Modules home

Access for Students with Disabilities


Case Studies as Pedagogy

Chairs Workshop

Colleague to colleague teaching

Critical thinking

Culturally sensitive teaching


Faculty Harassment

Large class sections

Learner Centered Syllabi



Using Games in the Classroom

Writing Across the Curriculum



Creating a Course Syllabus

"Would you tell me, please, which way I ought to go from here?"

"That depends a good deal on where you want to get to."...

(Alice in Wonderland, Chapter VI, P 64; Carroll, 1960)




  When?   ...and beyond   Where?  
  Who?     What?  


Why create a syllabus?

A syllabus is a "learning contract" between you (the instructor) and the students. It sets the ground rules for all the classroom goals, objectives, activities, assessment tools, policies and exceptions. In normal use, the syllabus will serve as a planning tool for both instructor and students. In extreme cases, the syllabus can be used to resolve disputes between students and faculty, for example on the number and weight of various assignments.  As such, the syllabus should contain all the elements students will need to know at the very beginning of the class, and in writing.

When to publish the syllabus?

The syllabus should be available to students on the very first day of class, or ideally well ahead of time, to alert them about prerequisite courses, required materials, time commitment and such. Especially for distance education students, making the syllabus available ahead of time will ensure that even students at remote locations can be ready for class.

At times, there will be a need to make changes to the syllabus. The document should specify under what circumstances such changes will be made and how the changes will be communicated to the students. It goes without saying: it is best when changes are made only after consultation with students.

Where should the syllabus be made available?

The syllabus is traditionally handed to students as a printed document on the first day of class. Instructors who use technology often post the syllabus on their web site, on in an online course management software (Blackboard or similar). Anytime there is a change in the syllabus, the updated version should be printed and distributed to students, or should be re-posted online (preferably with a version number and date of the change, to alert students of the changes).

For distance education courses, the syllabus can be posted online or even better, mailed to students. Mailing a printed copy will make sure that even students who are less familiar with online learning will be able to get started with the class. The printed mailed syllabus can let students know about the location of online materials and how to access such materials.

Who should create the syllabus?

Traditionally, the instructor will put the syllabus together, or the instructors teaching multiple sections of a class will get together and agree on the common and different elements of the different sections.

An intriguing concept is to allow students to create the syllabus or to participate in the creation of the syllabus. This approach can be specially suited for graduate classes, where the goals and objectives of the class itself could be decided by the interests of the students. Also, in any class where the instructor is receptive to different learning styles and testing abilities, the syllabus can be tailored to better suit student needs, even on an individual basis.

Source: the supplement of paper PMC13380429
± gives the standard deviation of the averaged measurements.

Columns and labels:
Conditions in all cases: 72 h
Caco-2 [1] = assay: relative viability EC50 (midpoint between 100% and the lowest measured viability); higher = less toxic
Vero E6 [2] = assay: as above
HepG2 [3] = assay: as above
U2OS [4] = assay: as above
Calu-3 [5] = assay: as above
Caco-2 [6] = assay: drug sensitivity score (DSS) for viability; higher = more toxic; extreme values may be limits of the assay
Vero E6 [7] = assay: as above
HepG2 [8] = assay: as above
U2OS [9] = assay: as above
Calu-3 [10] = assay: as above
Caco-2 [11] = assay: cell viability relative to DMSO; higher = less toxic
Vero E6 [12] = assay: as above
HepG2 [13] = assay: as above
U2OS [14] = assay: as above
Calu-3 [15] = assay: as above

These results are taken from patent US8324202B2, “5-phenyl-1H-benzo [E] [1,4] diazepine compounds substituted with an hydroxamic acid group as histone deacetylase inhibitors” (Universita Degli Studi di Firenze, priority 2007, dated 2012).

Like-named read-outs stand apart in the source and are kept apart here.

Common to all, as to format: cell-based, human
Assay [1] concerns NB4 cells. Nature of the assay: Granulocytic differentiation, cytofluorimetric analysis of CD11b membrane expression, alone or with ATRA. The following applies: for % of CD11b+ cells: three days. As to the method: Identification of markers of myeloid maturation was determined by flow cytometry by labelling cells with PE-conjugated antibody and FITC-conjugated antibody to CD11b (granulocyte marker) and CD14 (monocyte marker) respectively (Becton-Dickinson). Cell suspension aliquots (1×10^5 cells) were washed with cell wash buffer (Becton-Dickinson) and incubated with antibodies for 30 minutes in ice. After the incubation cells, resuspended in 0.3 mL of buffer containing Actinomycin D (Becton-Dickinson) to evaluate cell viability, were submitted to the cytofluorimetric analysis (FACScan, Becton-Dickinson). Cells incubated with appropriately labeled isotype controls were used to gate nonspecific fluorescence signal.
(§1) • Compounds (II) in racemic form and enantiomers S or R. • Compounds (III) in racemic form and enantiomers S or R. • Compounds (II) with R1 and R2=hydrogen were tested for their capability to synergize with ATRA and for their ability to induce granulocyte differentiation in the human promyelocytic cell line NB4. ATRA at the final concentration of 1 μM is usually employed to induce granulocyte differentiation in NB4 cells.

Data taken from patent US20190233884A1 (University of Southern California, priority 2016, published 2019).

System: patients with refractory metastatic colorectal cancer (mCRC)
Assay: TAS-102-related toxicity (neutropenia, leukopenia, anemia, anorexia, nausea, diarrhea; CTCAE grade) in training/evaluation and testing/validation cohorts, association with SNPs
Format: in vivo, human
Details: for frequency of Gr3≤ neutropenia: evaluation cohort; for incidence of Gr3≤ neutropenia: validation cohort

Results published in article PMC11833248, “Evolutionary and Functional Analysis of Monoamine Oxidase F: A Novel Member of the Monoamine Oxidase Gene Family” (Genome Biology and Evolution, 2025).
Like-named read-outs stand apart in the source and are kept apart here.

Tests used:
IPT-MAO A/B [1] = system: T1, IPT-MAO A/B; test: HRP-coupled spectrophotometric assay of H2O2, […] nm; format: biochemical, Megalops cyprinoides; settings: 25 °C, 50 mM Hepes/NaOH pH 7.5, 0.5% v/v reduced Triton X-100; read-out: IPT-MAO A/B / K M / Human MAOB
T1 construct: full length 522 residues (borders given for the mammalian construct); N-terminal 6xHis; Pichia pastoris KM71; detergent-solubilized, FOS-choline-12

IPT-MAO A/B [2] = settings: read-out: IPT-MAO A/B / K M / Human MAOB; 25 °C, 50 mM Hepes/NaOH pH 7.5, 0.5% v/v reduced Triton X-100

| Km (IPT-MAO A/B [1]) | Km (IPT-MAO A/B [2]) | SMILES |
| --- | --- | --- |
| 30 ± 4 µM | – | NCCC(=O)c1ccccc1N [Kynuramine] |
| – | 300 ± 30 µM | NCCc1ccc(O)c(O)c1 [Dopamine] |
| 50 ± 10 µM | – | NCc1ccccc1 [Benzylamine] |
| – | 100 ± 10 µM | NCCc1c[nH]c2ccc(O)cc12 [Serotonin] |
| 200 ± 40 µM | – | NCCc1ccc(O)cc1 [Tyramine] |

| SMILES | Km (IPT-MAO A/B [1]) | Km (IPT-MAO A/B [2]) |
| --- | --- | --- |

Finally, the students could always be involved in the Policies section of the syllabus. By allowing students to decide what policies to choose and how to implement them, the instructor will assure fairness and student buy-in.

What should a syllabus contain?

Course description

Instructor contact information and office hours

Course goals and objectives

The place and role of the course in the program of study

How to study for this course

Detailed course calendar

Course requirements

Evaluation specifics

List of assignments, with due dates and point values


Grading rubrics and other grading criteria

Examples of good assignments

Opportunities for extra credit

Reading list with references

Course policies

Attendance, class etiquette and class participation policies

Policy for dealing with late submissions

Dealing with academic dishonesty

When an Incomplete grade will be assigned -- typically when students have achieved a grade of C or better and are unable to complete the class due to external and unforeseen problems

Accommodating students with disabilities


How to create a syllabus?

A syllabus can be created using a simple word processor, web design tools (for online posting) or desktop publishing tools. If you have artistic inclinations or you just want a colorful and attractive syllabus, you can use software like Microsoft Publisher. We have compiled a list of syllabi that you can use as a model. These might be older documents and might not reflect the current schedule or structure of the particular class, but are useful models for beginning instructors.

Links to other useful sites about syllabi

Examples of syllabi at UAA

Syllabus and Course Design resources from USC (includes video presentations)

Writing a Syllabus, by Howard B. Altman, University of Louisville and William E. Cashin, Kansas State University

Preparing a course syllabus

Learning-Centered Syllabi Workshop, Lee Haugen

Syllabus resources at Western Kentucky University




















Please send an email to Bogdan Hoanca at or call 907-786-4140 for any problems accessing information on this web site.
(c) Copyright 2007 Center for Advancing Faculty Excellence CAFE Home About CAFE About UAA